Shock waves are still reverberating from the report issued in June by Richard Stiennon, a Gartner vice president, predicting the demise of IDS technology by 2005. Network World, a prominent industry publication, ran a front-page story this week outlining repercussions from the report, including a July meeting at the Pentagon that sounded fairly testy as government personnel and vendors alike ganged up on Stiennon.

As it did in June, however, the whole argument still strikes me as much ado about next to nothing. What the report actually says is this: "Intrusion detection systems are a market failure. Vendors are now hyping intrusion prevention systems, which also have stalled. The functionality is moving into firewalls, which will perform deep packet inspection for content and malicious traffic blocking, as well as antivirus activities."

A Gartner press release issued at the time sums up Stiennon's argument rather well by saying that "IDSs have failed to provide value relative to its costs and will be obsolete by 2005."

"Value relative to its costs" is the operative phrase there. Let's face it, IDSs are expensive to maintain, given it takes serious security expertise to properly tune them.

But Stiennon isn't really arguing that "IDS is dead," as so many press reports have characterized his position. Rather, he's simply saying the IDS function will move to the firewalls, enabling them to perform "deep packet inspection for content and malicious traffic blocking, as well as antivirus activities."

The deep packet inspection firewall sounds an awful lot like an intrusion prevention product -- it not only detects an attack, it stops it. The idea that the IDS function will morph into IPS and ultimately get incorporated into a firewall is a reasonable assumption. The technology landscape if full of examples of once standalone products whose function gets incorporated into some other product over time. The switch/router comes to mind, along with the untold number of features and functions now built into the Windows operating system that used to be sold separately. (See your "Accessories" folder for numerous examples.)

'Trust Boundaries'

A follow-up report that Gartner issued in early August to clarify some of Stiennon's points recommends users abandon near-term plans for "IDS everywhere" deployments and instead focus on "trust boundaries (directly inside firewalls) and LAN segments that house high-value servers." That kind of approach -- focusing the most protection on your most valuable assets -- has always made good security sense.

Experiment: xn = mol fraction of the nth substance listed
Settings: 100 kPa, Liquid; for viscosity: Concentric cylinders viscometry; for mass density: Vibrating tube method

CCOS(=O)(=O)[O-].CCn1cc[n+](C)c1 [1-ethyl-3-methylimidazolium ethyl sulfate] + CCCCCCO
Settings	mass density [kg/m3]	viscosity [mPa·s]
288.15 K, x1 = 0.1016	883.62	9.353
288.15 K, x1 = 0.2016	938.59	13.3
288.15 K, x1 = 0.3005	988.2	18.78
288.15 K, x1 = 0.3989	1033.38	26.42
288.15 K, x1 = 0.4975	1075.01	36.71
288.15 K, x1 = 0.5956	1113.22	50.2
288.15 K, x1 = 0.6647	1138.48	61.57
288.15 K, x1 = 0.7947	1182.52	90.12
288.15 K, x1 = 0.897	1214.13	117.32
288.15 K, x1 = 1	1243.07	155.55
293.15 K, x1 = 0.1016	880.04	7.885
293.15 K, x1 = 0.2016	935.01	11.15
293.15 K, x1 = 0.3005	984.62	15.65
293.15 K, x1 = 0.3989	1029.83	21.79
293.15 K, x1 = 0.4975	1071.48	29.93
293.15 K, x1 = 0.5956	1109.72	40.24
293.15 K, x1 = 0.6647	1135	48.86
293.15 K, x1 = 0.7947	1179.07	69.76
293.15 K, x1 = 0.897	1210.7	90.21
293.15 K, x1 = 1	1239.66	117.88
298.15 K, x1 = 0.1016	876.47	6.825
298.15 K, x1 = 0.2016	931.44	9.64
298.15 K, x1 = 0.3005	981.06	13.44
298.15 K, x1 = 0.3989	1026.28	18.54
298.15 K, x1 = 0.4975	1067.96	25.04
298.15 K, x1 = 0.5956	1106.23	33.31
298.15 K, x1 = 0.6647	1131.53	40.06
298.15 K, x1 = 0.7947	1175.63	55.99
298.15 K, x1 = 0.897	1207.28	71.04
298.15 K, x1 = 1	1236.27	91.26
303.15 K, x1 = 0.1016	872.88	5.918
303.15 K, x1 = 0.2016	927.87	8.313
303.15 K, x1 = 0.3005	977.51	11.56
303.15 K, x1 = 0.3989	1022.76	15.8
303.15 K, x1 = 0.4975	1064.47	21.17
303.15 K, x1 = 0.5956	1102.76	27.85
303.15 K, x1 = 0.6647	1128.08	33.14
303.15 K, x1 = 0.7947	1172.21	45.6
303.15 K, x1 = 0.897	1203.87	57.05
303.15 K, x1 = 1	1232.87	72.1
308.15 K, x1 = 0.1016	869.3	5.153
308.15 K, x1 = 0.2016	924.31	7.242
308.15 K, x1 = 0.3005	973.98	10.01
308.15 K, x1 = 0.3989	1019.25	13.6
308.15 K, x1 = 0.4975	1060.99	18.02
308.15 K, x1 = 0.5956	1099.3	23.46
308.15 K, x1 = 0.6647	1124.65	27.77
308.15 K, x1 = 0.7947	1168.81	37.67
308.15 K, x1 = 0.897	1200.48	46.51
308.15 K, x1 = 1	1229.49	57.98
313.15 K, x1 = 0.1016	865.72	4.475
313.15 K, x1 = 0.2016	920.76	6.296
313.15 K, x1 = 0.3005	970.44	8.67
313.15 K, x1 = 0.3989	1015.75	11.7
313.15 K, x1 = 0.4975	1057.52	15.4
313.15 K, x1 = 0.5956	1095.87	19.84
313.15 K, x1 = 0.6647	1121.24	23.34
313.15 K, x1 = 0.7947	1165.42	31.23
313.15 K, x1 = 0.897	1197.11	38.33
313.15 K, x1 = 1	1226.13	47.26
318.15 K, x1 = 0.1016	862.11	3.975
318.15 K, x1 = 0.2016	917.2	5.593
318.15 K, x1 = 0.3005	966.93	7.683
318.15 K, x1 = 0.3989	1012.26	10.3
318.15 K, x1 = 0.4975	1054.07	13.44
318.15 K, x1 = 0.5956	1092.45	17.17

The follow-up report also recommends that companies redirect security dollars earmarked for IDS to host-based intrusion prevention systems (IPS) for high-value servers and to automated vulnerability assessment and remediation processes and products. It's hard to argue with that strategy, either. An IDS, after all, only alerts you to an event that has already happened. Vulnerability assessment tools enable you to find out which systems might be vulnerable to any given attack, and remediation processes help you fix them.

And, having done a little work with a couple of IPS vendors, my take is their technology is maturing. It is indeed a tough sell to convince a company they can simply turn loose an IPS product to stop every attack it identifies. Mindful of all the false positives their IDSs generate, most users prefer a more cautious approach. Perhaps they allow the IPS to stop an attack that matches the signature of a well-known worm, for instance, but not a new type of attack that hasn't been positively identified. Responsible IPS vendors even recommend that sort of approach.

Over time, as their products get better at identifying new forms of attacks -- and they surely will get better at that -- companies will rightfully have more confidence in allowing them to stop more types of attacks, just as firewalls and antivirus products do every day. To do that, however, means an IPS -- or IPS software incorporated into a "deep inspection firewall" -- can't rely solely on signatures, as firewalls and antivirus products do.

The best approach is to use a mix of technologies: signatures to block well-known forms of attacks and a mix of anomaly detection tools and advanced algorithms to identify packet streams that are likely to be attacks, either because they are outside the norm or closely resemble a known form of attack. The tools can stop traffic when it has high confidence that it is an attack, while alerting on those it merely suspects are attacks. That means you will still need bona-fide security experts to monitor the tool, but far fewer of them. And, as they use the tool and classify various new forms of attacks, the tool will get smarter over time, just as network management systems do.

A number of vendors are at work on or shipping such tools now. Gartner predicts mature products will ship in 2005, but I suspect companies will get real value out of some of them long before that.

Paul Desmond is president of Paul Desmond Editorial Services, an IT publishing firm in Framingham, Mass. He was the founding editor of and can be reached at